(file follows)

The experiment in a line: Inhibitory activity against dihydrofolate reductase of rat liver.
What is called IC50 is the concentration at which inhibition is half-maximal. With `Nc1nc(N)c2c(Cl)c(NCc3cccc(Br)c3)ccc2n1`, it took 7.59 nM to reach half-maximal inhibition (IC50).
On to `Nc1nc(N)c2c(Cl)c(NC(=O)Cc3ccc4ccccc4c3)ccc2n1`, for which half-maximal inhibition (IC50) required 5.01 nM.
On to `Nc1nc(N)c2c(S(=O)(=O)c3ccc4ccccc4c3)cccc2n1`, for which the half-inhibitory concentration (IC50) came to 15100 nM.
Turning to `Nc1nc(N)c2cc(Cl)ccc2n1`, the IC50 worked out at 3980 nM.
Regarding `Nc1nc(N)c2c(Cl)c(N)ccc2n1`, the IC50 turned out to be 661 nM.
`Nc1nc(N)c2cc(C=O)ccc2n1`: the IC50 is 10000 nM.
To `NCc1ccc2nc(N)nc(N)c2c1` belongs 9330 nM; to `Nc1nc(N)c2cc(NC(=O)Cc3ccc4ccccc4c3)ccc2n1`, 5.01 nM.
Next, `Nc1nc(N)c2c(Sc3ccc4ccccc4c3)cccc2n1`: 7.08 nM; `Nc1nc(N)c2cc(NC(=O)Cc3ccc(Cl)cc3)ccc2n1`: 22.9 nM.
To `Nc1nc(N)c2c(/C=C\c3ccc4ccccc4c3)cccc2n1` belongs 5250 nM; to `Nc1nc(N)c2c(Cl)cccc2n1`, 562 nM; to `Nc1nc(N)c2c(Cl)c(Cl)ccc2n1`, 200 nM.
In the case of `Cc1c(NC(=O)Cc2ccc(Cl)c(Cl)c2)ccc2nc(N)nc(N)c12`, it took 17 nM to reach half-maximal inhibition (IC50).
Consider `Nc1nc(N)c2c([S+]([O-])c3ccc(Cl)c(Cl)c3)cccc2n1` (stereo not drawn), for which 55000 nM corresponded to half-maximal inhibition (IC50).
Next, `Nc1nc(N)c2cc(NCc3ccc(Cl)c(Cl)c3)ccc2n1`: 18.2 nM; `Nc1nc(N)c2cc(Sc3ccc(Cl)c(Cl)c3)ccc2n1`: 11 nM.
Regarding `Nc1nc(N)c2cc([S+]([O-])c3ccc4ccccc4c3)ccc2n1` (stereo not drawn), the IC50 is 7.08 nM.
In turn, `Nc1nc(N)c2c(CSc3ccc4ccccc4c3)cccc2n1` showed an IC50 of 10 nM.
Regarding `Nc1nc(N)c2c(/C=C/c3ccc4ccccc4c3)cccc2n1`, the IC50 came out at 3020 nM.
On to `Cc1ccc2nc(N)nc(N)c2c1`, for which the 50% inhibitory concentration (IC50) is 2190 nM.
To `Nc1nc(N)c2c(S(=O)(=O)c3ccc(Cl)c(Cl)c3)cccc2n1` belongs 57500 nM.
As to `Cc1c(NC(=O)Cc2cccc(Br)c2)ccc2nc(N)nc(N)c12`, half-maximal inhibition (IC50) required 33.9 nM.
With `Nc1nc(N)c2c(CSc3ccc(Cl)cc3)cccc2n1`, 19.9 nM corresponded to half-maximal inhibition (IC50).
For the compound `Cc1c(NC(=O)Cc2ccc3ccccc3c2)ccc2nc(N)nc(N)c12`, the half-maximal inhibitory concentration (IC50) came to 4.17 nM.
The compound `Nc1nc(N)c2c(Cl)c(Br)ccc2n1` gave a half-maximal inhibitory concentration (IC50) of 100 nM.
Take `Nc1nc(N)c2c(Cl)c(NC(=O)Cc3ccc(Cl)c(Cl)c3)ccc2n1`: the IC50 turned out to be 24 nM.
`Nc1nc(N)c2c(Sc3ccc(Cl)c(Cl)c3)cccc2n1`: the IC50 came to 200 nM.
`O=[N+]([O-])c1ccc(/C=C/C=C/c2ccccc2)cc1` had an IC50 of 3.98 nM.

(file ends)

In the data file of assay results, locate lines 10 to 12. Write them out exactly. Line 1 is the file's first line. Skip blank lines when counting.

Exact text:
To `Nc1nc(N)c2c(/C=C\c3ccc4ccccc4c3)cccc2n1` belongs 5250 nM; to `Nc1nc(N)c2c(Cl)cccc2n1`, 562 nM; to `Nc1nc(N)c2c(Cl)c(Cl)ccc2n1`, 200 nM.
In the case of `Cc1c(NC(=O)Cc2ccc(Cl)c(Cl)c2)ccc2nc(N)nc(N)c12`, it took 17 nM to reach half-maximal inhibition (IC50).
Consider `Nc1nc(N)c2c([S+]([O-])c3ccc(Cl)c(Cl)c3)cccc2n1` (stereo not drawn), for which 55000 nM corresponded to half-maximal inhibition (IC50).